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Title:
Use of ectoine or ectoine derivatives in cosmetic formulations
United States Patent 6602514
Abstract:
The use of one or more compounds chosen from the compounds of the formulae Ia and Ib

the physiologically compatible salts of the compounds of the formulae Ia and Ib and the stereoisomeric forms of the compounds of the formulae Ia and Ib, where R1, R2, R3, R4 and n have the meanings given in claim 1, for the preparation of a cosmetic formulation is advantageously suitable, e.g., for protecting cells, proteins and/or biomembranes of the human skin, for protecting the microflora of the human skin, and/or for stabilizing the skin barrier.



Representative Image:
Inventors:
Bünger,Joachim (Gross-Umstadt, DE)
Driller,Hans-Jürgen (Gross-Umstadt, DE)
Martin, Roland (Weinheim, DE)
Application Number:
09/744945
Publication Date:
08/05/2003
Filing Date:
01/31/2001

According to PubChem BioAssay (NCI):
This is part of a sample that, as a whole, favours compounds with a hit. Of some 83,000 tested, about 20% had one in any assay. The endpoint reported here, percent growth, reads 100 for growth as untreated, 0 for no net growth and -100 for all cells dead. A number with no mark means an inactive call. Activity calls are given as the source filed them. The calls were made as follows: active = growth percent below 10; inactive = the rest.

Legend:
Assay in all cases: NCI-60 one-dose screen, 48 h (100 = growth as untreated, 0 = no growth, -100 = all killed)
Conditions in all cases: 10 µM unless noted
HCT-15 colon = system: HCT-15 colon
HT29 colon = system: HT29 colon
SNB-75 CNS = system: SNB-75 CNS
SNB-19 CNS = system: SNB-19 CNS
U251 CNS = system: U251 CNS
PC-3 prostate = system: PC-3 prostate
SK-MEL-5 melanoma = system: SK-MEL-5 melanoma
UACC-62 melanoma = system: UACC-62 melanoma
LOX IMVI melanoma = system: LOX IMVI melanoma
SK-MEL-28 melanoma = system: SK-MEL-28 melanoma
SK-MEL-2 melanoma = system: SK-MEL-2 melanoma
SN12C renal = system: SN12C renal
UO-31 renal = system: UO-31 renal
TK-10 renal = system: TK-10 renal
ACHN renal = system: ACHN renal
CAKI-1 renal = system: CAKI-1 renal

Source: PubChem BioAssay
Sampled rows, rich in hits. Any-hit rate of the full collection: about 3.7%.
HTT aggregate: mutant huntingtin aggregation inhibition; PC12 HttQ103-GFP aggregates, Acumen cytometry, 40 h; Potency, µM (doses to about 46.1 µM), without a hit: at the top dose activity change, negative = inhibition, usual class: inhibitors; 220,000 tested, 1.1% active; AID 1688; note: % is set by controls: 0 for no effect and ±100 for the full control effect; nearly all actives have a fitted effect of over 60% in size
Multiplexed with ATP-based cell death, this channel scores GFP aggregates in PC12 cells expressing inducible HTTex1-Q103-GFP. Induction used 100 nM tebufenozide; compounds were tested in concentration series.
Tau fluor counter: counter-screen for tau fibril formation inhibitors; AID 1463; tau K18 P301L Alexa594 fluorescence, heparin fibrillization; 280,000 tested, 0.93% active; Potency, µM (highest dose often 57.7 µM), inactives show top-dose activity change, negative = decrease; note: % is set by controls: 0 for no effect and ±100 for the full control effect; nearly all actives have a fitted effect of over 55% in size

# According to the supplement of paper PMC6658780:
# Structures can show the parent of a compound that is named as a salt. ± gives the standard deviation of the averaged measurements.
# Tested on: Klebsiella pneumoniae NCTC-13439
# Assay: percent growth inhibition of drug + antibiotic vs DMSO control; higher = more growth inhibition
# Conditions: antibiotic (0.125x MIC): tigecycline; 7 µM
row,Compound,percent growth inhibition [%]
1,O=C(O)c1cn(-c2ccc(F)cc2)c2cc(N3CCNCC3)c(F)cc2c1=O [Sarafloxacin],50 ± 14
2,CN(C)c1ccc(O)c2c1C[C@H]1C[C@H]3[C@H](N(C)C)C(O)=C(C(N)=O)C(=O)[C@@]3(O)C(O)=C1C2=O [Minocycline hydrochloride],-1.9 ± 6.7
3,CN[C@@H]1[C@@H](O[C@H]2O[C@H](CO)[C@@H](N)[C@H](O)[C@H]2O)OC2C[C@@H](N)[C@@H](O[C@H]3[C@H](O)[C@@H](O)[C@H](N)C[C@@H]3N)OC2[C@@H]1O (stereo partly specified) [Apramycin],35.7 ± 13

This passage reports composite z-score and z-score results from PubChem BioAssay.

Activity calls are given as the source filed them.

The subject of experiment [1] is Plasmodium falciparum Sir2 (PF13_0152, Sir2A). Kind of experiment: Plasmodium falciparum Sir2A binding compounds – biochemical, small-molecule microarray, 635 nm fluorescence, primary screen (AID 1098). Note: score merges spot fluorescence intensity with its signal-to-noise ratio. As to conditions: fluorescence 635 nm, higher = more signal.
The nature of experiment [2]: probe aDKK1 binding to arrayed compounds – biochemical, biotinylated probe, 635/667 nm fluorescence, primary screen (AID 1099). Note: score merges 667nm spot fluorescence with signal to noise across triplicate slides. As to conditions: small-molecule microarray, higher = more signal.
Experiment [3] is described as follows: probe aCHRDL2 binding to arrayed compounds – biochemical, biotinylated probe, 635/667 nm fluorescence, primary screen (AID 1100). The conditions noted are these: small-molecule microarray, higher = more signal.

Assignee:
Merck Patent GmbH (Darmstadt, DE)
Primary Class:
Other Classes:
424/59, 424/60, 424/63, 424/64, 424/70.7, 424/70.9, 424/400, 514/18.6, 514/218, 514/256, 514/398, 514/399
International Classes:
A61K8/00; A61K8/04; A61K8/49; A61K8/99; A61Q1/00; A61Q1/04; A61Q1/06; A61Q1/10; A61Q1/12; A61Q17/00; A61Q19/00; A61Q17/04; (IPC1-7): A61K7/42; A61K7/021; A61K7/025; A61K7/06; A61K7/44
Field of Search:
514/937, 424/64, 424/400, 514/398, 424/401, 514/844, 424/70.9, 424/63, 424/60, 424/70.7, 424/59, 514/399
View Patent Images:
US Patent References:
Foreign References:
DE4342560
EP0671161Ectoine and ectoine derivatives as moisturizing agents in cosmetic preparation.
Other References:
J. Bunger: Parfumerie und Kosmetik, vol. 79, No. 11, 1998, pp. 34-35.
Primary Examiner:
Dees,Jose′ G.
Assistant Examiner:
Lamm, Marina
Attorney, Agent or Firm:
Millen, White, Zelano & Branigan, P.C.
Claims:
What is claimed is:

1. A method of treating and protecting the skin of a human patient having skin with high sodium dodecyl sulfate concentration, comprising a) administering, for a time sufficient to eliminate the sodium dodecyl sulfate concentration, a cosmetic formulation comprising at least one compound of the formulae Ia or Ib